But Nina wasn't just dredging up a childhood memory. "You know," she said, "as I've gotten older I've come to realize what an appropriate prayer it is not so much for children, as for someone of my advanced years." And then she recited it. "Now I lay me down to sleep, I pray the Lord my soul to keep. If I should die before I wake, I pray the Lord my soul to take." On the lips of a ninety-four year old woman it takes on a whole new meaning, a whole new significance. It becomes a profound statement of faith. Faith built over a lifetime.
Thank you Nina, for all you've done over the years for Christ and Christ's church. Thank you for your inclusive spirit, your faithful heart and your every expanding sense of what it means to be a Christian!
Tuesday, March 15, 2016
While on the surface this may appear to be a faith-based initiative, I would suggest it shows a lack of faith. Not so much a lack of faith in God as a lack of faith in the Constitutions of both Florida and the United States. Article I, Section 3, of the Florida Constitution states: "There shall be no law respecting the establishment of religion or prohibiting nor penalizing the free exercise thereof." And the U. S> Constitution famously says in the First Amendment, "Congress shall make no law respecting an establishment of religion, or prohibiting the exercise thereof . . . ." As a pastor, my decision to marry or not marry any particular couple is rooted in my religious beliefs. My whole approach to marriage is theologically based. I am already free to choose whether or not to marry folks. And the right to make those religiously based decisions is already protected! The new act adds nothing to the law. It merely reflects the discontent and dismay felt by certain individuals over the prospect of same-sex marriage.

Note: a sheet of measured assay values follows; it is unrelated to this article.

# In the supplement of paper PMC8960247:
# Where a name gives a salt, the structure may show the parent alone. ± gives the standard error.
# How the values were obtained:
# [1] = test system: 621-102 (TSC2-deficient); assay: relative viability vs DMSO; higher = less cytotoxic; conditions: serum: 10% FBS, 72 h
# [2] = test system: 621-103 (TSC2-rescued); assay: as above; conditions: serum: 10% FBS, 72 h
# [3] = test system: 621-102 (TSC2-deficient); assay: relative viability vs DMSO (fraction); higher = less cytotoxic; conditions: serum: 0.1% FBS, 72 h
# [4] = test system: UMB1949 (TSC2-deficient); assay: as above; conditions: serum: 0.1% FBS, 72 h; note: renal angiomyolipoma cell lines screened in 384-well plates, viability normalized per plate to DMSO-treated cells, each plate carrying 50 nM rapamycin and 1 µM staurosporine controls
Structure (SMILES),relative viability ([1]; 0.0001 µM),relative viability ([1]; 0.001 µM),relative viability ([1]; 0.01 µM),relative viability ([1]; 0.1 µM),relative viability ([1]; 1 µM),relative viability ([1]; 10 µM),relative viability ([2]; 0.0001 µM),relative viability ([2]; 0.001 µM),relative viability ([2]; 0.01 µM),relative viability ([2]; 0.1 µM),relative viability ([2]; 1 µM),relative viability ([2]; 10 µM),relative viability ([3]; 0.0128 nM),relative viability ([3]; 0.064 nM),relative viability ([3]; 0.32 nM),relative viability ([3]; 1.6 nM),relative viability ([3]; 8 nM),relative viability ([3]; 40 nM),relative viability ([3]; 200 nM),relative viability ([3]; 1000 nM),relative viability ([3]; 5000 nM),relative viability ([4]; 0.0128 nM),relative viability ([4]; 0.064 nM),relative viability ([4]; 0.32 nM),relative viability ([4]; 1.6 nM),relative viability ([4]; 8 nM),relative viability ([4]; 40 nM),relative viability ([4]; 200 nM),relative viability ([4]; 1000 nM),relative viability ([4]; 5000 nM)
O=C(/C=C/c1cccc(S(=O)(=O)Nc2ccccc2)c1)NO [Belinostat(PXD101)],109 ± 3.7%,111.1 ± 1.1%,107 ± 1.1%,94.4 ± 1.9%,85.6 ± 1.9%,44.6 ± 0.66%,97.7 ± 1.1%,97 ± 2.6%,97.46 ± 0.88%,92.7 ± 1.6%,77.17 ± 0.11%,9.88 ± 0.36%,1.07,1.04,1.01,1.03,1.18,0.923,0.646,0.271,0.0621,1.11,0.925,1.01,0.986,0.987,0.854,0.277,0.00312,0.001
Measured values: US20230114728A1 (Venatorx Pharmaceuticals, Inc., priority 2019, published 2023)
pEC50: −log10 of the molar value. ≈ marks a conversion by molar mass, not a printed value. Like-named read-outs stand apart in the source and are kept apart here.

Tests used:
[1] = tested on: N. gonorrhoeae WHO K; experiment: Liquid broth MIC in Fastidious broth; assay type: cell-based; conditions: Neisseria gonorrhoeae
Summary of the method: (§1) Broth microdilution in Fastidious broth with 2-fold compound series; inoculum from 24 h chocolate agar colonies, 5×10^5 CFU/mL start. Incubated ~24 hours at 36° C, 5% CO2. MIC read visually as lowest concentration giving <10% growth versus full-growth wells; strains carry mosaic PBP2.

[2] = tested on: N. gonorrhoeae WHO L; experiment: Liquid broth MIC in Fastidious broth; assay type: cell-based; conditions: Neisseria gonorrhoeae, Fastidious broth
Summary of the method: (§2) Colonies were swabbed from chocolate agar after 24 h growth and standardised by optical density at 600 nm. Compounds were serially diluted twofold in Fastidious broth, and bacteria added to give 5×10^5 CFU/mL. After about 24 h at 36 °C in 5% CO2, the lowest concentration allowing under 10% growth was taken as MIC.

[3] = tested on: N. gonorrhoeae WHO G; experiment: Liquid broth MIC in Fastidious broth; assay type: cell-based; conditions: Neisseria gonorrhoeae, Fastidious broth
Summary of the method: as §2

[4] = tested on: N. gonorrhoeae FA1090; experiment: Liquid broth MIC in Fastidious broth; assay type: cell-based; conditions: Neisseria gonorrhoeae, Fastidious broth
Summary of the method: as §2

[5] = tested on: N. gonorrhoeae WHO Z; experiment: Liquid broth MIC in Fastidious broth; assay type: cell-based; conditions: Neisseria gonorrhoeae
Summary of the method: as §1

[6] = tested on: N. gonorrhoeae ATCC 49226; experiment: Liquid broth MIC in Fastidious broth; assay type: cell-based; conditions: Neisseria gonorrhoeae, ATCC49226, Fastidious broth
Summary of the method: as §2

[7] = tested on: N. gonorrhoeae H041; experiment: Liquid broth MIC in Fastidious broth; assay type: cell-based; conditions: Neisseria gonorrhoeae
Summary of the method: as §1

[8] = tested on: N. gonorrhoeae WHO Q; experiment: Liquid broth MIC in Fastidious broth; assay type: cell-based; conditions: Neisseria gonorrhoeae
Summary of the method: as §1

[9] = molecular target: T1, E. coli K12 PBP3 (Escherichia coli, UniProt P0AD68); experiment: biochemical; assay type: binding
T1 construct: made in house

I have colleagues who suggest the easiest way to deal with the whole issue would be for us clergy types to get out of the legal marriage business altogether. Yes, continue to perform ceremonies blessing marriages, but when it comes to signing the legal document, let some court clerk handle it. I think the idea has real merit.
Meanwhile, though, when it comes to this additional protection, thanks, but no thanks. I've already got the right to pick and choose who'll I'll join together in holy matrimony. It's part of how I exercise my religion.
Wednesday, March 2, 2016
In only a few pages (the book, including afterword, runs just 163 pages) Andrews outlines an approach to religious conflict that could, should it be embraced, transform the geo-political landscape.